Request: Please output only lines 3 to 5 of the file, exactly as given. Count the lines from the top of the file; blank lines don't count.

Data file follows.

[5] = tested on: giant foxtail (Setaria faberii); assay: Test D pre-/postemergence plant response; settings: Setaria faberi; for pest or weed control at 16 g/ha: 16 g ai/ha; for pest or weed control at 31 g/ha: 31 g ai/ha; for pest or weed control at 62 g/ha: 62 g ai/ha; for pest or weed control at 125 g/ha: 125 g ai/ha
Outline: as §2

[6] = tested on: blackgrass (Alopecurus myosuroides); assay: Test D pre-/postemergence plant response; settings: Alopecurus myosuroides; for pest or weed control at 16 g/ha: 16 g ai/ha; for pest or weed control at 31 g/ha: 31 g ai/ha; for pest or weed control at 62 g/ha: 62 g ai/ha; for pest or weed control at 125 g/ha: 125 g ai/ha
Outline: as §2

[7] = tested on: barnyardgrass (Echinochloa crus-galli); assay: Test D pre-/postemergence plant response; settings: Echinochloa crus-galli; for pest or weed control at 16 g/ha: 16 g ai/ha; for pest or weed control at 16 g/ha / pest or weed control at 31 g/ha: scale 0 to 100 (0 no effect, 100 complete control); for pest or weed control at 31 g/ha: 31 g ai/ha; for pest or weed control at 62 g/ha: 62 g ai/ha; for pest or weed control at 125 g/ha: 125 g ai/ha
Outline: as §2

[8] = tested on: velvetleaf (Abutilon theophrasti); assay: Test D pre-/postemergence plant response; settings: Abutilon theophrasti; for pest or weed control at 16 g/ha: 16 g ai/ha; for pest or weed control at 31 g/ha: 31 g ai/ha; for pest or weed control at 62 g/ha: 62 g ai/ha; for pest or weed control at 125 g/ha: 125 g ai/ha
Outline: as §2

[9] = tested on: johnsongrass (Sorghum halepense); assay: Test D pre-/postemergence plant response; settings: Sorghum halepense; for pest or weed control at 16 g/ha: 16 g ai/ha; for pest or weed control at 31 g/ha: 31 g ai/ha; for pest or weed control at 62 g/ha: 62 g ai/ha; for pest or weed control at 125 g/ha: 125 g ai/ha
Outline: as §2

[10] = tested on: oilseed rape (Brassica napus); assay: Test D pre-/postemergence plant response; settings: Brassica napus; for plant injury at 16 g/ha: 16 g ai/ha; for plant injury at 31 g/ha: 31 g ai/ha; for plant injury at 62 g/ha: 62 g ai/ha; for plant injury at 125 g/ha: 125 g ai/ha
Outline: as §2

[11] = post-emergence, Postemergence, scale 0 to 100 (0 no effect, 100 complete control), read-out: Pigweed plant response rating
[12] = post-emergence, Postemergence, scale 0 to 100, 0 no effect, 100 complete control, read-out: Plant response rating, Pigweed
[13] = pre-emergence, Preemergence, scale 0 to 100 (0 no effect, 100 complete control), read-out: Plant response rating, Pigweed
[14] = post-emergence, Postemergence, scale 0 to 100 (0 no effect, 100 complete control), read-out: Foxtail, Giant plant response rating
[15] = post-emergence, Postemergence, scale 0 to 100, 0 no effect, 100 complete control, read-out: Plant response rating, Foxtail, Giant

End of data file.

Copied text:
[6] = tested on: blackgrass (Alopecurus myosuroides); assay: Test D pre-/postemergence plant response; settings: Alopecurus myosuroides; for pest or weed control at 16 g/ha: 16 g ai/ha; for pest or weed control at 31 g/ha: 31 g ai/ha; for pest or weed control at 62 g/ha: 62 g ai/ha; for pest or weed control at 125 g/ha: 125 g ai/ha
Outline: as §2

[7] = tested on: barnyardgrass (Echinochloa crus-galli); assay: Test D pre-/postemergence plant response; settings: Echinochloa crus-galli; for pest or weed control at 16 g/ha: 16 g ai/ha; for pest or weed control at 16 g/ha / pest or weed control at 31 g/ha: scale 0 to 100 (0 no effect, 100 complete control); for pest or weed control at 31 g/ha: 31 g ai/ha; for pest or weed control at 62 g/ha: 62 g ai/ha; for pest or weed control at 125 g/ha: 125 g ai/ha